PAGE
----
It’s very comfortable dress to wear, I again used some lovely eBay rayon, this time from here, in this fabulous peacock print. I made no attempt to match as the pattern is massive and a sort of border print with a repeat so giant I couldn’t really spot it.  I did try and avoid any massive peacock print mishaps with pattern placement but I didn’t quite manage it –though the massive print across the bust is much less obvious in person.

In fact, that’s basically the story of the whole dress – I foresaw several problems and took steps to avoid them, and yet they all still seem to have snuck in anyway (though presumably less than they would otherwise have! So close! Just like the print issue however they all look way worse in the photos than in real life! (Oh unforgiving cameras! Anyone else like a project less once they’d photographed it?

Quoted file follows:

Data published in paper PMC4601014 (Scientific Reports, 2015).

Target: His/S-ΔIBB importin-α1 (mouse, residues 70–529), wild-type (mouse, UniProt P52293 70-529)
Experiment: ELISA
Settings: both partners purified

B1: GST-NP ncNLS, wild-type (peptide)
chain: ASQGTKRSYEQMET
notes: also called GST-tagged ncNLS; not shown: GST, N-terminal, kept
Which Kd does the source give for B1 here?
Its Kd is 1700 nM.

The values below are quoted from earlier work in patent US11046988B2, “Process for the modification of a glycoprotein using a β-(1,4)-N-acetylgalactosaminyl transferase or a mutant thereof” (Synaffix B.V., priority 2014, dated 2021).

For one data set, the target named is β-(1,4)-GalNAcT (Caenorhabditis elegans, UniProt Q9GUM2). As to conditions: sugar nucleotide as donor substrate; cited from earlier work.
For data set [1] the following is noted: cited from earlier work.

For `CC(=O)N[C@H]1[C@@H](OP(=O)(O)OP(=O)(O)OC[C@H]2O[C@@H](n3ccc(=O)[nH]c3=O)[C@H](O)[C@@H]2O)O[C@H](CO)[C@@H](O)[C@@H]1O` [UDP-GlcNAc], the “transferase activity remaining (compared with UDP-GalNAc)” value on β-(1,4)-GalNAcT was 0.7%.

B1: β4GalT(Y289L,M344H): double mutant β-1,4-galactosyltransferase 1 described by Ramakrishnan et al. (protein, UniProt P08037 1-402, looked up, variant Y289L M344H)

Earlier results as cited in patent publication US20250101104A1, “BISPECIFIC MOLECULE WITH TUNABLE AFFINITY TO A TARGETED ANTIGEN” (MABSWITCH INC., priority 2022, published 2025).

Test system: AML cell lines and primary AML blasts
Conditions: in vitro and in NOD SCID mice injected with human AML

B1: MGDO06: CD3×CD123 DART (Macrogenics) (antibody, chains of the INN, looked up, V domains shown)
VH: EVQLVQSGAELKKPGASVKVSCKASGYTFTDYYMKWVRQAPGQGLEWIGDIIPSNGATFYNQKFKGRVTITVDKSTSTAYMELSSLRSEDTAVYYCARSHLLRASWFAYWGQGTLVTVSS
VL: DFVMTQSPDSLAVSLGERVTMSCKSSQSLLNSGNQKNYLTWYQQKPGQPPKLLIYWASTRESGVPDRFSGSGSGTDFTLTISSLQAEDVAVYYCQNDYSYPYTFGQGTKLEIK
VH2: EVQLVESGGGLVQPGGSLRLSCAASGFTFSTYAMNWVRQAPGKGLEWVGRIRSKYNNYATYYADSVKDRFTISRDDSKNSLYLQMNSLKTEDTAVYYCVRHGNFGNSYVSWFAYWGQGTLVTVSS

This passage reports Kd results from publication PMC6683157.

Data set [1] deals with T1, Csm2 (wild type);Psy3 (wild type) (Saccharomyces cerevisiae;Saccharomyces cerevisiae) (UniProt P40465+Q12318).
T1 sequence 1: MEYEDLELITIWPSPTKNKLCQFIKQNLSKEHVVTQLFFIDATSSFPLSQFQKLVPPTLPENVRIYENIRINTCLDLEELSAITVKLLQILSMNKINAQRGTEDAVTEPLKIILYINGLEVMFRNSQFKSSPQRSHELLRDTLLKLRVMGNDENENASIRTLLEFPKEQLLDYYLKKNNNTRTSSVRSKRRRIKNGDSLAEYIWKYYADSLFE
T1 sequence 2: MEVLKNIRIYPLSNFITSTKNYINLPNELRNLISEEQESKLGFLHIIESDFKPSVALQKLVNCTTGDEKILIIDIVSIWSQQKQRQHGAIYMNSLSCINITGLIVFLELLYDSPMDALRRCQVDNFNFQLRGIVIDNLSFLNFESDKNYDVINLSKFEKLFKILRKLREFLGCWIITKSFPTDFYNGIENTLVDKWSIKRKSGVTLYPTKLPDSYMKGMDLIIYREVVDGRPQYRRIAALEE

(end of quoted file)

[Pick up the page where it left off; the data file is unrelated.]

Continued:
I know from previous experience that if you drastically scoop out a neckline you get massive neckline/armpit gaping (not entirely sure why.. but is a definitely a general principle). I therefore rotated the straps in a bit on the front and back to stop this – I clearly did not do this enough though so at some point I’ll put in some darts which will hopefully help reduce the gap and strap slippage.

I feared that the skirt might hang a bit flat with the inverted box pleats. It does. I ironed the pleats quite a long way down and I don’t think this helped. It will probably look better when they've relaxed a bit. It looks much better in real life though as it moves quite nicely.